Notice—Continuation of Libyan Emergency
On January 7, 1986, by Executive Order No. 12543, President Reagan declared a national emergency to deal with the unusual and extraordinary threat to the national security and foreign policy of the United States constituted by the actions and policies of the Government of Libya. On January 8, 1986, by Executive Order No. 12544, the President took additional measures to block Libyan assets in the United States. The President has transmitted a notice continuing this emergency to the Congress and the Federal Register every year since 1986. The most recent notice appeared in the Federal Register on January 5, 1996.
The crisis between the United States and Libya that led to the declaration of a national emergency on January 7, 1986, has not been resolved. The Government of Libya has continued its actions and policies in support of terrorism, despite the calls by the United Nations Security Council, in Resolutions 731 (1992), 748 (1992), and 883 (1993), that it demonstrate by concrete actions its renunciation of such terrorism. Such Libyan actions and policies pose a continuing unusual and extraordinary threat to the national security and vital foreign policy interests of the United States. For these reasons, the national emergency declared on January 7, 1986, and the measures adopted on January 7 and January 8, 1986, to deal with that emergency, must continue in effect beyond January 7, 1997. Therefore, in accordance with Section 202(d) of the National Emergencies Act (50 U.S.C. 1622(d)), I am continuing the national emergency with respect to Libya. This notice shall be published in the Federal Register and transmitted to the Congress.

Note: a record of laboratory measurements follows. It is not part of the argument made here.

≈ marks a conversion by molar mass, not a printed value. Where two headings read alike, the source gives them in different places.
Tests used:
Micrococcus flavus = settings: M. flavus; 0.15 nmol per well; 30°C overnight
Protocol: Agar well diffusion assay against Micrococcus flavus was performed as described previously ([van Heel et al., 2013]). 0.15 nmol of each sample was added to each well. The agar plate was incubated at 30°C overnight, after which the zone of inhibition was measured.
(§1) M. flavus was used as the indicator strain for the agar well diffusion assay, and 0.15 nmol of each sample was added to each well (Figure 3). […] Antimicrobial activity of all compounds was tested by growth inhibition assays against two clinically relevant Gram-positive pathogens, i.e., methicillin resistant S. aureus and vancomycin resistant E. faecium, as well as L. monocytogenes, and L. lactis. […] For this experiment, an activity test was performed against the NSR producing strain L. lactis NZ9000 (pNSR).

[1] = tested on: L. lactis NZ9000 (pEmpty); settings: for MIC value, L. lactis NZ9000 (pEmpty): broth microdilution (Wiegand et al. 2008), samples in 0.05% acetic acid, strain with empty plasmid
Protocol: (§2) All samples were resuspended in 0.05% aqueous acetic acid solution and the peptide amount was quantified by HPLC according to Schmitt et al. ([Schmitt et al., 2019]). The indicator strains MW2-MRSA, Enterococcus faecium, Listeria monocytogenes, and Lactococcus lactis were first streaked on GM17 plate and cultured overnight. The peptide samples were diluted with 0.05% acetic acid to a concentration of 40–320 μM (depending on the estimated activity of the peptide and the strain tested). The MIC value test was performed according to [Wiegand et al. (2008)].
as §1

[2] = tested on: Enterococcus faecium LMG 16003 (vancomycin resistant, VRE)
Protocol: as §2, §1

William J. Clinton
The White House,
January 2, 1997.
[Filed with the Office of the Federal Register, 10:53 a.m., January 2, 1997]
William J. Clinton, Notice—Continuation of Libyan Emergency Online by Gerhard Peters and John T. Woolley, The American Presidency Project https://www.presidency.ucsb.edu/node/224062